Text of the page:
Celebration to mark Maxwell Arboretum's 50th year

The Eastern Cottonwood located in the middle of Maxwell Arboretum.

April 28, 2017

Lincoln, Neb. — A lecture and tree planting are part of events set for May 16 celebrating the 50th anniversary of the Earl G. Maxwell Arboretum on the University of Nebraska-Lincoln's East Campus.

George Briggs, director of the North Carolina Arboretum in Asheville, will share "Lessons from a Prairie Arboretum" in a free talk at 2:30 p.m. in the Nebraska East Union. A former faculty member at Nebraska, Briggs was director of the Nebraska Statewide Arboretum. Following the lecture, refreshments, a tree planting and tours will begin at about 4 p.m. in the arboretum, east of the Dairy Store.

Maxwell Arboretum was approved in 1967 by the University of Nebraska Board of Regents after then-student David Doeschot suggested the area be set aside from development or destruction and named after Maxwell. Doeschot, now a retired cattleman from Hickman, will speak at the May 16 event.

A native of Indiana, Maxwell (1884-1966) earned a master's degree from the University of Nebraska in 1915. He taught at the university from 1915 to 1917 and then became the first extension agent for Douglas County, a position he held for 12 years. From 1934 to his retirement in 1952, he was the state extension forester, overseeing programs through which more than 20 million trees were distributed and planted throughout Nebraska.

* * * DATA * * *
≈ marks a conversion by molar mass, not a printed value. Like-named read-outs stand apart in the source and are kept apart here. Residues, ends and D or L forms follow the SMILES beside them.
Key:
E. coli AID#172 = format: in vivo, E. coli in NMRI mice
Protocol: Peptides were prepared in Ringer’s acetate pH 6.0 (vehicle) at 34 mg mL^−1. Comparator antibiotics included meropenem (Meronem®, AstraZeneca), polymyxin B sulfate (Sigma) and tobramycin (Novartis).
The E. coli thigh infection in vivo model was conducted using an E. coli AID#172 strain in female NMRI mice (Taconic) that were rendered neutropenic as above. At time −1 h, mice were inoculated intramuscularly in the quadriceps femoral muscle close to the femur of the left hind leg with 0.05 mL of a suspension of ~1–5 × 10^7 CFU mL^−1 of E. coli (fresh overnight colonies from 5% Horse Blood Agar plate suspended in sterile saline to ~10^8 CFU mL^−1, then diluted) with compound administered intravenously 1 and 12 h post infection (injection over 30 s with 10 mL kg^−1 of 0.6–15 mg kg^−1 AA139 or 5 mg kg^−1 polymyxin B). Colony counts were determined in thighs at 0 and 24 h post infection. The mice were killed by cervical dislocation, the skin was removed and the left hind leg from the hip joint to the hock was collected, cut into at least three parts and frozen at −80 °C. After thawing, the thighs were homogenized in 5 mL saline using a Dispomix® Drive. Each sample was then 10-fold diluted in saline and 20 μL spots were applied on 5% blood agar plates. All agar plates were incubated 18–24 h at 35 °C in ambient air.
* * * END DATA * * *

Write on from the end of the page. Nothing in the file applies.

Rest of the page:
Maxwell was intensely interested in finding trees and shrubs that would thrive in Nebraska's varied and sometimes harsh climates. He planted a number of trees and shrubs on East Campus, which served as his trial garden. Even after his retirement, he visited the East Campus grounds weekly to observe his plantings.

Since 1967, Maxwell Arboretum has become a signature garden for the university and is a premier member of the Nebraska Statewide Arboretum. The 12-acre arboretum exhibits native and exotic species, herbaceous perennial gardens and woody plants. Special collections focus on hostas, irises, oaks, maples, horsechestnuts, viburnums, vines, lilacs, rhododendrons and deciduous conifers. A prairie showcases native grasses.

Wilbur "Bud" Dasenbrock, former director of Landscape Services, said many of the oldest trees on East Campus were planted by Maxwell and continue to demonstrate the value of his selections.

The event is sponsored by Friends of Maxwell Arboretum, the Office of the Vice Chancellor for the Institute of Agriculture and Natural Resources, the Department of Agronomy and Horticulture, the Nebraska Statewide Arboretum, Landscape Services and UNL Garden Friends.

Parking for the event is suggested at 39th and Center streets. For more information, click here or here.


Emily Levine
Extension Technologist
Nebraska Forest Service
402-472-6274
elevine2@unl.edu